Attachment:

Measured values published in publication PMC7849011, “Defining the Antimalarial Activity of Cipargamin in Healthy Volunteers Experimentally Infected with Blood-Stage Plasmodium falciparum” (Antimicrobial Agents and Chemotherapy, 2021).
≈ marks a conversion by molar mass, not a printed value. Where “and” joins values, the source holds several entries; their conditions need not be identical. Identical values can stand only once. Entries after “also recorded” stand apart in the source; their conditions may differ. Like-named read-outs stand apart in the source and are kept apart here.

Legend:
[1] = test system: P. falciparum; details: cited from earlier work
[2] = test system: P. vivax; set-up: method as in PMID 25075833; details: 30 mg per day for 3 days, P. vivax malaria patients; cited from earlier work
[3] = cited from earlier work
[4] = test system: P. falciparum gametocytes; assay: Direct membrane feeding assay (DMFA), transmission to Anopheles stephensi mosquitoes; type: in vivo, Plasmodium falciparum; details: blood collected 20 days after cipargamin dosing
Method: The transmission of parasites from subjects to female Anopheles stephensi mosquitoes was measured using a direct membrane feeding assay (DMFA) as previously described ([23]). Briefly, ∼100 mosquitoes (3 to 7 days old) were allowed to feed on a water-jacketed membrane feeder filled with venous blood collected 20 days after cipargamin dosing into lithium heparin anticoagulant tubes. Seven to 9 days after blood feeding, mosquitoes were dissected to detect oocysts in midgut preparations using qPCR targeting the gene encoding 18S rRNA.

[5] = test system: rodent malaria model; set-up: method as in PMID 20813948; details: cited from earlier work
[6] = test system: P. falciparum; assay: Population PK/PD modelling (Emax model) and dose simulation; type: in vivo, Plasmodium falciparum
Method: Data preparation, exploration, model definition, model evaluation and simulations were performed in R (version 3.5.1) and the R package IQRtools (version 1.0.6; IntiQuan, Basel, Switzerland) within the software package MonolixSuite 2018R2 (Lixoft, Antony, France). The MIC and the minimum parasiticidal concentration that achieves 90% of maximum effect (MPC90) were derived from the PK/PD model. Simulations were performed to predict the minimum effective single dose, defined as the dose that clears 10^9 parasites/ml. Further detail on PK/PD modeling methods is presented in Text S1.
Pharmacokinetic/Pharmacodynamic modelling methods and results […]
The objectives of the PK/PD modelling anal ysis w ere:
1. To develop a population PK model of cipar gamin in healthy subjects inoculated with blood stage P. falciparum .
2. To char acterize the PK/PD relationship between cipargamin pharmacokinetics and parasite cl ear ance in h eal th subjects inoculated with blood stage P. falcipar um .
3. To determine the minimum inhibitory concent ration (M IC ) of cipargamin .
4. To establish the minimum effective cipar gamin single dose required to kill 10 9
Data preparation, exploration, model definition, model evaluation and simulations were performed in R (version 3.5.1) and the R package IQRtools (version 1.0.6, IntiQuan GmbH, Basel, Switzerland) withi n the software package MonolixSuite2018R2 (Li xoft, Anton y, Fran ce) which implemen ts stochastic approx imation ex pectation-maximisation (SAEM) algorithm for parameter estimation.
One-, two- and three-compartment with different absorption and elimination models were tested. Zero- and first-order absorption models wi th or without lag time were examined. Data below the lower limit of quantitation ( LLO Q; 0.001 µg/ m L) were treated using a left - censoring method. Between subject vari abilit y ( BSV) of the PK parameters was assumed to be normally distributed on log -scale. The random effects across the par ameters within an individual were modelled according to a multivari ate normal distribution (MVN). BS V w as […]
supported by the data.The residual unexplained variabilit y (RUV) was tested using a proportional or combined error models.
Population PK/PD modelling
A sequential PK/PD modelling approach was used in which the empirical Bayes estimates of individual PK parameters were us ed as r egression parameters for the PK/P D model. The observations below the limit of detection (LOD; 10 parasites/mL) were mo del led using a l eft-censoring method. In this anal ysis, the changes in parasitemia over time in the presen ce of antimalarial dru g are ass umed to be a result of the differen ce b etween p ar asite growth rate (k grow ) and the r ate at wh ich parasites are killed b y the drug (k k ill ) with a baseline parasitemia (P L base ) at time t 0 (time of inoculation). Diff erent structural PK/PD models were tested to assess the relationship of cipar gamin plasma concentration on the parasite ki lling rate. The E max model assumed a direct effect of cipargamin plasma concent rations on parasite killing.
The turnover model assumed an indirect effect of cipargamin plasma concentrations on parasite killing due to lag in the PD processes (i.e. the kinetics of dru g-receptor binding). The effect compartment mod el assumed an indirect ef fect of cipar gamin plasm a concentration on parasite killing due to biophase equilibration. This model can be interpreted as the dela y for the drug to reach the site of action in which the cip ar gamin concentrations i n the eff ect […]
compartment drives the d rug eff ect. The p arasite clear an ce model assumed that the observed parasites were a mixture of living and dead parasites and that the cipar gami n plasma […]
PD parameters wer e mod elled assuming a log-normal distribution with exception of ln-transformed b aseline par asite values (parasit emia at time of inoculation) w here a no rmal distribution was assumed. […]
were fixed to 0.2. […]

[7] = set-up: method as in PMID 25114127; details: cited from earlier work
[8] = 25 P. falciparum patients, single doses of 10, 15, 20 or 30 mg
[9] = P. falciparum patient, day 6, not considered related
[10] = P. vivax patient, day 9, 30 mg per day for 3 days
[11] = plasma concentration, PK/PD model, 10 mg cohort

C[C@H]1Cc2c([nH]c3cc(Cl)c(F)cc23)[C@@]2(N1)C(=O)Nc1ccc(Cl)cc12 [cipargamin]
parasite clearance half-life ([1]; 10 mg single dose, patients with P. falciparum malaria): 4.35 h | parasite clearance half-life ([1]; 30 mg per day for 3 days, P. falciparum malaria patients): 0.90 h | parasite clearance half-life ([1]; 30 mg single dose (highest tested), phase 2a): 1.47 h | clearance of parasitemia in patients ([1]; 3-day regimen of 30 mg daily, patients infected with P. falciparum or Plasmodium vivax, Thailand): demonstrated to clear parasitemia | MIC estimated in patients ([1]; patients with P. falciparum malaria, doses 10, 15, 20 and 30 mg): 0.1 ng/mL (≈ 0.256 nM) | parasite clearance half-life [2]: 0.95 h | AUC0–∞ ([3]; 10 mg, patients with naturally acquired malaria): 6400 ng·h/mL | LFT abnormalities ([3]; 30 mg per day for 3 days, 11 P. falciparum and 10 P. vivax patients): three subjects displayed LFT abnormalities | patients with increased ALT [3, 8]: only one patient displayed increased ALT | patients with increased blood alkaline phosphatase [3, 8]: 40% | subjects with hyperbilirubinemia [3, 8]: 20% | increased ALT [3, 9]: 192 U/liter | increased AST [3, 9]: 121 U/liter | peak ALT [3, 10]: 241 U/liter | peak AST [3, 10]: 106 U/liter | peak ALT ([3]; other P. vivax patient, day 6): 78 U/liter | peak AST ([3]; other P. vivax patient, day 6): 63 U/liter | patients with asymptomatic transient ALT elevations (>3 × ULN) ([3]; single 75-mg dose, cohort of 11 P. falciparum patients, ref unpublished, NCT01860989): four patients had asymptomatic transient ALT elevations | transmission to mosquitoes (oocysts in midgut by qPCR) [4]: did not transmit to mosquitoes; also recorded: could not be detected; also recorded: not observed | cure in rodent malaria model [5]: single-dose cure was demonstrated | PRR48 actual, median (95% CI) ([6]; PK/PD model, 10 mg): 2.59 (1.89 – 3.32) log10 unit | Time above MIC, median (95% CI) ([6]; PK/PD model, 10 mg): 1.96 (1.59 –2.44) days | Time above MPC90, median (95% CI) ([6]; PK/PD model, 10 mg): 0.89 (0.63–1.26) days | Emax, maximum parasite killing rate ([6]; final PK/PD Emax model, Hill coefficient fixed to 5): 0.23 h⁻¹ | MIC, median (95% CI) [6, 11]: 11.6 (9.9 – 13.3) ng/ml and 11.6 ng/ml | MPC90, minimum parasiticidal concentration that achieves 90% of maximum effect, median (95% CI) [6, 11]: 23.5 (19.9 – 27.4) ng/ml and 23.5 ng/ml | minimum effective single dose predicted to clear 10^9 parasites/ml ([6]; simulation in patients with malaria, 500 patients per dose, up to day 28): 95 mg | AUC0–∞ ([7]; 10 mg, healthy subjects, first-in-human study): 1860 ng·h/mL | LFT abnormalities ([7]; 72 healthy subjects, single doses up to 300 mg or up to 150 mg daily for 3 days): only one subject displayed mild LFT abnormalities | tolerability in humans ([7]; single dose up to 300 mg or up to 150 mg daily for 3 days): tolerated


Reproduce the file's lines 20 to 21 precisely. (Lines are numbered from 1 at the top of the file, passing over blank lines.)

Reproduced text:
supported by the data.The residual unexplained variabilit y (RUV) was tested using a proportional or combined error models.
Population PK/PD modelling